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Boston Scientology Protest

 Sep 8 1996, 3:00 am
 Newsgroups: alt.religion.scientology
 From: (Modemac)
 Date: 1996/09/08
 Subject: Boston picket: Sept. 7

Last week I posted a press release for the Boston protest to ne.general, and from this Scientology evidently presumed that I was some sort of ringleader for the event. Actually, the protest was an entirely voluntary effort, and no one truly "organized" it. But nonetheless, it was enough for Scientology to send a dead-agent packet to the Boston org. When I got there this morning, One person peeking at me from the basement entrance greeted me with, "Hi Eric, how's the gay group?" Evidently Scientology has been looking at my Web page and seeing my promotion for (the newsgroup for gay youths)…and from this, they obviously assumed I'm gay. This same fellow also said as he passed by, "Got AIDS yet?"

My, what a nice friendly bunch of people we have here.

It's a pity I didn't get that stuff on tape, but then I think my tape recorder made some of the folks at the org nervous. I was approached by another person from the org, and I promptly pointed out that I was carrying a tape recorder and that it was on. It was not a hidden recorder, as I displayed it in public for all to see. This person then tried to upset me by speaking "This guy's a geek!" directly into the tape recorder. You can get the unedited .WAV of that little snippet of conversation on alt.binaries.scientology and alt.binaries.slack right now.

But after this guy went into the org, the protest became more polite…in fact, every time I turned on the tape recorder, the people representing Scientology would suddenly stop talking and move away. I guess they didn't want to be recorded. However, they evidently had no qualms about doing some recording on their own end. They brought out a video camera and tripod, and kept trying to focus on pertinent parts of the protest. Not that it mattered much. Everyone was polite, and many leaflets were handed out. The threat of bad weather kept some people away from the protest, so that during the high point of the afternoon there were between 10-15 people present from both sides of the controversy.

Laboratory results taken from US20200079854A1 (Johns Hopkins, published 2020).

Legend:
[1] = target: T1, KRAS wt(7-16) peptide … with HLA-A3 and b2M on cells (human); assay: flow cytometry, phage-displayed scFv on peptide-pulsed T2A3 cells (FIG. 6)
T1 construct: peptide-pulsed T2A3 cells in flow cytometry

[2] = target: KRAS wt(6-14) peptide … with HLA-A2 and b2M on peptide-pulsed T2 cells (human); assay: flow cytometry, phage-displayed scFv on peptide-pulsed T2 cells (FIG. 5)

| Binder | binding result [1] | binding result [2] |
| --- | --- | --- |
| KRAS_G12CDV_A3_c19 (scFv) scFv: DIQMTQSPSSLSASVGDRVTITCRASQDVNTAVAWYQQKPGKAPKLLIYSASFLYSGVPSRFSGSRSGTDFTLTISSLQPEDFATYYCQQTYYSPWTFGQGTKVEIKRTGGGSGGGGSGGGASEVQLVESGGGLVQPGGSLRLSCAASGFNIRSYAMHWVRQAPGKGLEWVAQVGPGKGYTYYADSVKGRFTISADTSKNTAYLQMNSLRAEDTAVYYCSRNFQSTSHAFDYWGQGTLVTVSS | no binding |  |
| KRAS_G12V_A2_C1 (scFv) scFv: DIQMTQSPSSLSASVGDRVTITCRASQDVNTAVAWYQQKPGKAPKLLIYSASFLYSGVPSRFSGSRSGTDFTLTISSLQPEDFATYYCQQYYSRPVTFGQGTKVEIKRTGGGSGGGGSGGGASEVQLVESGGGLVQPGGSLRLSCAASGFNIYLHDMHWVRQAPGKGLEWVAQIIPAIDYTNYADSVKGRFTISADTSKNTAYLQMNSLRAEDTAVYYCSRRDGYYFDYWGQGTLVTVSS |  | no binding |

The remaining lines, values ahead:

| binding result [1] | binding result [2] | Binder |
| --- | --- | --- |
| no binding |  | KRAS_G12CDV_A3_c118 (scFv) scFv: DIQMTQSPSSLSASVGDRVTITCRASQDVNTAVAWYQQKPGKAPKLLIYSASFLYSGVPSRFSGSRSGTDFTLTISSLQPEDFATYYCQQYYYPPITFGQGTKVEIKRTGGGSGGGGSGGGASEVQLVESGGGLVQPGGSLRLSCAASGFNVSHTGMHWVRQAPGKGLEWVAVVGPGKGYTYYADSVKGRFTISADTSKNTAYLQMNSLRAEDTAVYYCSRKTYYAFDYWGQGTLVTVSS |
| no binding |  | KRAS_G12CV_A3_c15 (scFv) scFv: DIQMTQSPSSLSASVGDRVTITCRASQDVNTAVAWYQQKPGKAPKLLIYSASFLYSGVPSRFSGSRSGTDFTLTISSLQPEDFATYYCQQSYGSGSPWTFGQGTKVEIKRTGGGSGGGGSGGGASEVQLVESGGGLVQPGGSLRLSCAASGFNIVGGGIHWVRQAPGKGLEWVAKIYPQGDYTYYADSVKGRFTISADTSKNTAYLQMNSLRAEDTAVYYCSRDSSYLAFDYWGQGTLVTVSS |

I preferred to concentrate on leafletting rather than discussion. One tall middle-aged guy came out to shadow me, trying to engage me in conversation, though I think I managed to avoid it. He was determined to pinhole me as being an "anti-religious bigot," and he thought he had me when I satated that I feel that all religions are in it for the money. He tried repeating what I said to a passerby as a way to dead-agent me, but I said it first and confirmed it, and that was all he said about that. He also asked questions like, "Do you consider yourself an athiest?" "Nope." "Have you ever been to a psychiatrist?" "Nope."

It was funny how the people representing Scientology seemed determined to prove that we were "anti-" this or "anti-" that. I was wearing a T-shirt from OBE, the great SubGenius DoktorBand that promotes SubGenius anti-music, and one lady there noted that and asked me to define what "anti-music" is. I played her a clip from Negativland's "Fair Use" album (if you've heard it, you know why it's appropriate at these protests), and she ended up liking it. :)

Meanwhile, we held up signs, cars honked, and one of the protesters crossed the street to hand out leaflets over there. (Many passers-by tended to cross the street instead of passing directly in front of the org. Does this happen in other areas, I wonder?) He was promptly followed by a person handing out copies of "Freedom," of course, though he had a fun time nonetheless.

In the midst of the protest, a bunch of students from MIT went into the org, looking for copies of the famous personality test. It was part of a scavenger hunt.

Also of note: Last year a protest took place in front of the org. That protest was about the fact that an MIT fraternity brother was apparently being rushed to drop out of MIT and join Scientology, but he changed his mind at the last minute. We met him again today: he has re-joined MIT and the fraternity.

On the whole, the protest was largely uneventful (at least from my end). We passed out a lot of leaflets, enjoyed the afternoon, and went to the Charles River festival afterwards.

It was fun.